Young scientists awarded $719,701 in grants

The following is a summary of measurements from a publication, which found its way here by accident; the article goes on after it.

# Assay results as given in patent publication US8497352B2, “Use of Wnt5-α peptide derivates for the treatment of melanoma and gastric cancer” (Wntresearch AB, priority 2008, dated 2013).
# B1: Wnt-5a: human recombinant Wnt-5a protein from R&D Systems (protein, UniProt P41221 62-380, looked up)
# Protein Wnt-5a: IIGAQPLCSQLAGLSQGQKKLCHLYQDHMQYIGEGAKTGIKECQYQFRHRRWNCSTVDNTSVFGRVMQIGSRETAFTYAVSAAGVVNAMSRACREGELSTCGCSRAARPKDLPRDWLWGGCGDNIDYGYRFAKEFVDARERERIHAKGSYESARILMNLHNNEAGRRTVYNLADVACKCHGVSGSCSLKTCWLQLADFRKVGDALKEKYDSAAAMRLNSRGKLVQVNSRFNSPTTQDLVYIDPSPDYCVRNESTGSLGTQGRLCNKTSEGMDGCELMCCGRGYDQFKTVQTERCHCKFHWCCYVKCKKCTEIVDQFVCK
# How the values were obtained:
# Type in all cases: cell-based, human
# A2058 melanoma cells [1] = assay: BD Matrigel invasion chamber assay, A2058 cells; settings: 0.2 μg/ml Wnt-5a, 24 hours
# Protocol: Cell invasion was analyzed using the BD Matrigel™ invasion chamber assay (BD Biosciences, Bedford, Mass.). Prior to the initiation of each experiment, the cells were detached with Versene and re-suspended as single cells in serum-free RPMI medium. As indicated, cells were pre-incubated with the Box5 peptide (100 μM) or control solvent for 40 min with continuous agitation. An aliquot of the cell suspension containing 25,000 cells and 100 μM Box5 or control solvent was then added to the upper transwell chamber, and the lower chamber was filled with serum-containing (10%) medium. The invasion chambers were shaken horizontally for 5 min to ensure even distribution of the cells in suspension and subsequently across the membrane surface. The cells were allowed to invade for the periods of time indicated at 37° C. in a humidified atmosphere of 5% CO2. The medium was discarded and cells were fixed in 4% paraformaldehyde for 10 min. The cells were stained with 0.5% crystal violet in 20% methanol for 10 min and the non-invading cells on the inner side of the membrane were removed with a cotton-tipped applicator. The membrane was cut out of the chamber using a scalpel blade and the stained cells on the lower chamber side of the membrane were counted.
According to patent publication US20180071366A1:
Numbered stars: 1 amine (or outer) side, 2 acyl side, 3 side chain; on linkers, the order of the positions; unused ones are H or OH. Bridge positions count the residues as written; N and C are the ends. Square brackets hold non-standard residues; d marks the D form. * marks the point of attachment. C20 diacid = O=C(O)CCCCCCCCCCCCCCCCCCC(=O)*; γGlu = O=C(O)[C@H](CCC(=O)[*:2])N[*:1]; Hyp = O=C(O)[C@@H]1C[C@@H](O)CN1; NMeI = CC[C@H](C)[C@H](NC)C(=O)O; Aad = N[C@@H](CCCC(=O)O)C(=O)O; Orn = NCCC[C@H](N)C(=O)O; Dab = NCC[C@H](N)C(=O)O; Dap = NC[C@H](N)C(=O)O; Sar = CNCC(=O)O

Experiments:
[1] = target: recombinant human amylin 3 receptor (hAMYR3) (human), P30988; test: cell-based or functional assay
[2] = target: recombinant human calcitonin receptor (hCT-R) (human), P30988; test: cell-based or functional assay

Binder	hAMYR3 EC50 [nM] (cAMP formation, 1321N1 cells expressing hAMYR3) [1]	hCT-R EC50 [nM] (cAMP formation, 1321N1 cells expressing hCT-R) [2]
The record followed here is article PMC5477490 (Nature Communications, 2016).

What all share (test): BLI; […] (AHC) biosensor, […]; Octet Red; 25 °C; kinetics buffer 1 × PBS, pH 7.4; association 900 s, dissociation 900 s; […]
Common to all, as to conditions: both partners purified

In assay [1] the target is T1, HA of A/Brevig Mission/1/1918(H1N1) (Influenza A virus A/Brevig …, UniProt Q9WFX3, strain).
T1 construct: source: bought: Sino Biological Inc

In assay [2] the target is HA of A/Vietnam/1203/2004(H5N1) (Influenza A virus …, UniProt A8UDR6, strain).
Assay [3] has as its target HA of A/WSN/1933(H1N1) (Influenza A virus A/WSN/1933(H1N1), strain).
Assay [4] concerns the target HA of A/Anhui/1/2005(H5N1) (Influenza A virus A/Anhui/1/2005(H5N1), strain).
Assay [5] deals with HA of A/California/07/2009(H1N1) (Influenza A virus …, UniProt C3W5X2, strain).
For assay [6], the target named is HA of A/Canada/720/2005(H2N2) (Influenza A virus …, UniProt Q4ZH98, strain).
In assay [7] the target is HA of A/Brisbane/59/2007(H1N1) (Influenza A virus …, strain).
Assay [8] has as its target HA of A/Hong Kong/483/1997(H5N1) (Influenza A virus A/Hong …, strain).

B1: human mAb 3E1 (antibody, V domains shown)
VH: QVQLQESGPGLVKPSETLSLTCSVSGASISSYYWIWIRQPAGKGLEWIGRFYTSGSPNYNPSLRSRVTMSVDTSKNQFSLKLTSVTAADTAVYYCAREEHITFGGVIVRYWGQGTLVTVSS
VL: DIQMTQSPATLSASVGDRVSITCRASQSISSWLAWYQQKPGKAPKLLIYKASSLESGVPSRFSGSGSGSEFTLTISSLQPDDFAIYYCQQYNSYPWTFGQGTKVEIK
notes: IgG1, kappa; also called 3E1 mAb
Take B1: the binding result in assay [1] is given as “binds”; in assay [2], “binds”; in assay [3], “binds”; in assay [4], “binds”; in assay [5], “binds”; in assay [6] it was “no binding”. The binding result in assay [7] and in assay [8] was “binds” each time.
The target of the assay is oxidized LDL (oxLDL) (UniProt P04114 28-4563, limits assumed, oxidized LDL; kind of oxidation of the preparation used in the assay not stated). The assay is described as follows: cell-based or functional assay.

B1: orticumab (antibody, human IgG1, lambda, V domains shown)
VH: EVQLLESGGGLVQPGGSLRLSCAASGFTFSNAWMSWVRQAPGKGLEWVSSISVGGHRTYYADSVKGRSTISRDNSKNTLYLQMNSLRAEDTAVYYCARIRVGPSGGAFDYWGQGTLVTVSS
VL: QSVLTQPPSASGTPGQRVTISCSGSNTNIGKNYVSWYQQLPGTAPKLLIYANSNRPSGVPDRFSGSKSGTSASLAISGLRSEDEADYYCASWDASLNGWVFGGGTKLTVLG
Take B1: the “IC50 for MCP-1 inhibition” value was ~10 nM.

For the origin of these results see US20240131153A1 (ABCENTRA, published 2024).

first_imgMarking its 27th year of bestowing transformative research grants on young scientists, the Brain & Behavior Research Foundation (formerly known as NARSAD, or the National Alliance for Research on Schizophrenia and Depression) announced $11.8 million in 200 new, two-year grant awards, including $719,701 in new grants to 12 Harvard researchers.The foundation has awarded 3,497 two-year research grants to young investigators since the inception of its NARSAD Grants program in 1987. This $204.4 million investment in early career scientists’ bold, outside-the-box research ideas has reached across the world to 33 countries in an unprecedented effort by a privately funded philanthropy.Harvard has been a major beneficiary of Brain & Behavior Research Foundation research support, receiving approximately $22 million to 258 grantees since 1987.“Harvard University is known throughout the world as one of the great centers for neuroscience and psychiatric research,” said Jeffrey Borenstein, the president and CEO of the Brain & Behavior Research Foundation. “We are proud to support these brilliant scientists and their cutting-edge research to improve the lives of those with mental illness.”The 2013 Harvard grant recipients are:Roee Admon, McLean Hospital, will investigate neural networks responsible for acute reduction of positive mood in patients with depression, with the aim of guiding selection of treatments for individual patients as well as identifying those at risk for depressive disorders.Hannah E. Brown, Massachusetts General Hospital, is exploring the gene variant MTHFR, important for folate processing and DNA expression. She will compare gene expression in people with schizophrenia who have different variants of the gene.Joshua W. Buckholtz, Department of Psychology, is seeking to develop new means for treating the impulsive behavior that is a hallmark of bipolar disorder, addiction, attention deficit hyperactivity disorder, and personality disorders.Erin C. Dunn, Massachusetts General Hospital, will examine the interplay of genes and environment in depression, seeking to identify the relationship between genes, exposure to adversity, and functioning.Mei-Hua Hall, Harvard Medical School, will evaluate the effects of cognitive remediation training intervention for people with depression to guide further improvement of the treatment.Christopher Harvey, Harvard Medical School, will apply advanced microscopy methods to measure the flow of information between two brain areas — the prefrontal cortex and the posterior parietal cortex — thought to be central to cognitive processing, often impaired in schizophrenics.Avram Holmes, Harvard Medical School, will build upon his recent identification of a biological marker of brain dysfunction in bipolar disorder and explore whether there is similar dysfunction in major depressive disorder.Jodi Lukkes, McLean Hospital, is exploring gender-dependent increased vulnerability in adolescent girls to depressive and anxietylike disorders, and will investigate a potential link between estrogen, social stress, and alterations in stress-related brain regions during adolescent development.Lauren V. Moran, Massachusetts General Hospital, seeks to identify a biological marker for nicotine craving in schizophrenia patients, following up on findings that the connection between two regions of the brain decreased in nicotine addiction shows greater impairment in smokers with schizophrenia.Demetrio Sierra, Massachusetts General Hospital, aims to shed light on causes underlying addiction and obsessive-compulsive disorder by determining if nonhuman primates show an anatomical segregation of prefrontal cortex subregions in aversive and rewarded behaviors.Michael Treadway, McLean Hospital, will test the theory that inflammation is an underlying cause of major depressive disorder by measuring neuroinflammation in simultaneously acquired positron emission tomography (PET) and functional magnetic resonance imaging (fMRI) brain scans.Anne Venner, Beth Israel Deaconess Medical Center, will explore the role of serotonin in the regulation of rapid eye movement (REM) sleep to determine if there is a link between selective REM sleep manipulation and the development and improvement of major depression.last_img read more